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Blog speed, visibility, deception, and counterdeception

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Blog speed

The National Security Archive produces excellent Electronic Briefing Books, "online access to critical declassified records on issues including U.S. national security, foreign policy, diplomatic and military history, intelligence policy." On 10 February, 2005, the Archive released Bush Administration's First Memo on al-Qaeda Declassified. A citation was on Australian news the same day, factoring time zones, possibly from AFP sources in DC. dKOS picked it up and had it out on a blog entry at 10 Feb, 2005 at 18:40:42 PST. The full memo PDF is here. Distribution would have occurred without dKOS, but slower.

Traditional journalists have rightly commented that some bloggers rush materials on-line without sufficient fact checking and that due process should reign, which means the journalists' due process speed and not the medium's speed. Rubbish says I, these people might as well be Xerxes flogging the sea. Highstreet press has acknowledged the trend by permitting/nudging their serving journalists to put their own blogs.

The key for an open source analyst as myself is identifying an accurate datum regardless of provenance:

Figures vary on the percentage of open versus covert sources, but 90+% figures consistently cling to the open source category. Yes, one must apply the same critical analysis as one would do with classified data, starting with validity of source and validity of datum from source, but the data is there and it is often free of a central overriding institutional filter.

The scouring, refining, and gathering of competent blogs is time-consuming, but it has become an essential component of our I&W (Indicators & Warning) process. Blogs are often mixes of personal and 'core subject' material that it is maddening at times, but in terms of Asia, Africa, and the Persian littoral, they yield a form of battlefield surveillance outside the control of governments that constrict the mainstream press - and offer an early warning ability that we used on occasion.

Blogs have become the tripwire equivalent to ProMED in medical circles. We say ProMED first, CDC, second, and WHO in the back of the bus. (This ranking is on an organizational response level as some CDC and WHO staffers are on ProMED.)

Blog visibility

Too many bloggers, both amateur and skilled, are unaware of, or forget, the archiving and caching capacity of the web that leaves their posts in perpetuity even when the author 'deletes' the original. Amazingly, those who exercise good data control - emcon, or emission control, in broadcast transmission terms - can park their minds when they move to pursue their personal passions, or are unaware that a third party has logged their actions, comments, or presence in a completely unrelated venue.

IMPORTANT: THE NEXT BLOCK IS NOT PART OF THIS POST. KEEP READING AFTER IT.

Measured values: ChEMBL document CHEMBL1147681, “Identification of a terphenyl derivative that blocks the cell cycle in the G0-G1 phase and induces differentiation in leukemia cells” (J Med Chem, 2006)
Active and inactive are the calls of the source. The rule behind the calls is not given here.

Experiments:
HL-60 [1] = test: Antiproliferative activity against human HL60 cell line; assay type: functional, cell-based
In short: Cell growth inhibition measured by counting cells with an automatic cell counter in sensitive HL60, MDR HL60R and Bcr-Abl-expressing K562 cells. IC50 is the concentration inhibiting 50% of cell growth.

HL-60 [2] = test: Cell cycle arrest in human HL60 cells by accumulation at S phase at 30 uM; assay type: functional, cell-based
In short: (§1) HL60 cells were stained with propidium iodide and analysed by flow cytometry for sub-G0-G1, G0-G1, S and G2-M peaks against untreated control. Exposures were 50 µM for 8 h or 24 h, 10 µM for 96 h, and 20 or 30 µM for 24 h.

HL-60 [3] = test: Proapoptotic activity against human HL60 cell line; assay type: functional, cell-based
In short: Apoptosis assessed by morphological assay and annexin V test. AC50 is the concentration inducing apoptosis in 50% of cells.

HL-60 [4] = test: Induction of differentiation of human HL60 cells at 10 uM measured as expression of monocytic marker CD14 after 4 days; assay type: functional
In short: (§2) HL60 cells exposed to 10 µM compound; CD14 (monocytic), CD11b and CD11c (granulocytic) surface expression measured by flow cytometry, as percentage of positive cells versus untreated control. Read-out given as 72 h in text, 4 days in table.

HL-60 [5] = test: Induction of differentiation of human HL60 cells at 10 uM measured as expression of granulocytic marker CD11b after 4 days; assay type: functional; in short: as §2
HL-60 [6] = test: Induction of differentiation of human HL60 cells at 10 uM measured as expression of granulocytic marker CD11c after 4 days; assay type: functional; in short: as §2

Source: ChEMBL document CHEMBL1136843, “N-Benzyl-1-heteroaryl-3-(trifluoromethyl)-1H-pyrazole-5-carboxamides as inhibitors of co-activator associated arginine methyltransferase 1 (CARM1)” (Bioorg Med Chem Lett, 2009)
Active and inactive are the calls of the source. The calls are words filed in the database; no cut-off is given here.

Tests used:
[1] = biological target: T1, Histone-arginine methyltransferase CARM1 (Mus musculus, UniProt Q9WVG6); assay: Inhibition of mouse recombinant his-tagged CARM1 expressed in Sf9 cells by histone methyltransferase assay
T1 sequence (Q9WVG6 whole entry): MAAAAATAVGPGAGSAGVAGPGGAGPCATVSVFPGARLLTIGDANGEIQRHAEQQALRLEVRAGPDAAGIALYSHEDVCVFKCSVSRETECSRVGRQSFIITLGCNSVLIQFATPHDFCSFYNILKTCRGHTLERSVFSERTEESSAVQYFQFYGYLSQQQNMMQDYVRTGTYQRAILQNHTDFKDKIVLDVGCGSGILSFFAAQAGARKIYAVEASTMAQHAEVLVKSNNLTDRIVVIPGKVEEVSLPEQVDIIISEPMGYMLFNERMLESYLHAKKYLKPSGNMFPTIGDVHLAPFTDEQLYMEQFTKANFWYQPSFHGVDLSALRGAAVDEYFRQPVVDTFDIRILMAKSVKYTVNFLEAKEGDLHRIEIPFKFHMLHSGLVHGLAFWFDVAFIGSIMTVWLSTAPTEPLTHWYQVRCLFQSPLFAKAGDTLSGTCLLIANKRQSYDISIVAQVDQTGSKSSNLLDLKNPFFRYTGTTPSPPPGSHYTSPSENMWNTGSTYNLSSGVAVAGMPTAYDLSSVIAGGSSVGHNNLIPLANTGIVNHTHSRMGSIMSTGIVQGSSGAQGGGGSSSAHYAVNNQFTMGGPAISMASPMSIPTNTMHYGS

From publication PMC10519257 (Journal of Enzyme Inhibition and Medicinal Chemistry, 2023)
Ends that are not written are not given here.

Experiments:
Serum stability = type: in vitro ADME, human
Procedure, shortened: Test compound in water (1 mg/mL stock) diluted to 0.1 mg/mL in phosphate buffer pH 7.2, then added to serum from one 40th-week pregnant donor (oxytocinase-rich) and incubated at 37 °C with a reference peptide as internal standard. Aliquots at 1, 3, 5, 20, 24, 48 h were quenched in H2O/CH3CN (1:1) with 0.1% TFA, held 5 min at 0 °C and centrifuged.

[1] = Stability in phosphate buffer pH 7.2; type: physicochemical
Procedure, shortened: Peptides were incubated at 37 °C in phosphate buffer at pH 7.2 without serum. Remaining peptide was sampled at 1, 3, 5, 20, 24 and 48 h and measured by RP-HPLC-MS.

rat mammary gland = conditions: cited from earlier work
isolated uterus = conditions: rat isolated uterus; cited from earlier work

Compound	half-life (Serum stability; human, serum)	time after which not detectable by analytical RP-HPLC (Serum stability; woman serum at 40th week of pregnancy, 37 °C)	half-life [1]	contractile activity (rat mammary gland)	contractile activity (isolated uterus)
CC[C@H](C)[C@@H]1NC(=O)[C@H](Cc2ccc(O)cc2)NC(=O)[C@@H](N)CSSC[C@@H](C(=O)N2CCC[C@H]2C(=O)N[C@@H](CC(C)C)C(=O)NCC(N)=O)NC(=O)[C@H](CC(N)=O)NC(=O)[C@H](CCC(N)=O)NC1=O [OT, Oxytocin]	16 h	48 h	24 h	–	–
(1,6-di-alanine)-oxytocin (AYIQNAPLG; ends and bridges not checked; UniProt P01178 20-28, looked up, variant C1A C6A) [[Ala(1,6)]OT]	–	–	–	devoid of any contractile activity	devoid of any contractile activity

Personal blogs may identify the author so that one half of a communication is known. Context, especially context over a stream of posts, will often identify their surroundings, their firm, and those with whom they describe.  Even blogs that do not reveal the author's identity can be identified by the context in their posts. That contextual relevance can extend back years, so the more you say, the more places in which you say it, and the more specific the content of your posts, the greater the likelihood of identification.

Add to that the inexorable shift of data to the web and the increasingly automated search ability of both personal and institutional sources which should give one pause before they post, but often does not. Transparency can be close at hand when assaulted by aggressive open source analysis.

Blog spoofing

The common occurrence of usernames - avatars - on blogs that allow participants to mask their identity and, from that, all manner of mischief can arise. Short of evidence of criminal intent, materials, true or false, can be inserted without disclosure of their identities. users may use their anonymity to seduce, draw out, or expose the gullible.

A rumor smear effort on Baltimore's mayor by a longtime aide to Maryland's governor was exposed by what appears to a superb counterdeception effort, the transcripts of which were turned over to the Washington Post.

Uproar Brings Focus on Role Of Bloggers
By David Snyder and Matthew Mosk
Washington Post
February 11, 2005

Free Expression Can Be Costly When Bloggers Bad-Mouth Jobs
By Amy Joyce
Washington Post
February 11, 2005

Your Blog or Mine?
By JEFFREY ROSEN
New York Times
December 19, 2004
Has
scrolled to archive but can found here and as PDF here

Blog Interrupted
By April Witt
Washington Post
August 15, 2004

Gordon Housworth



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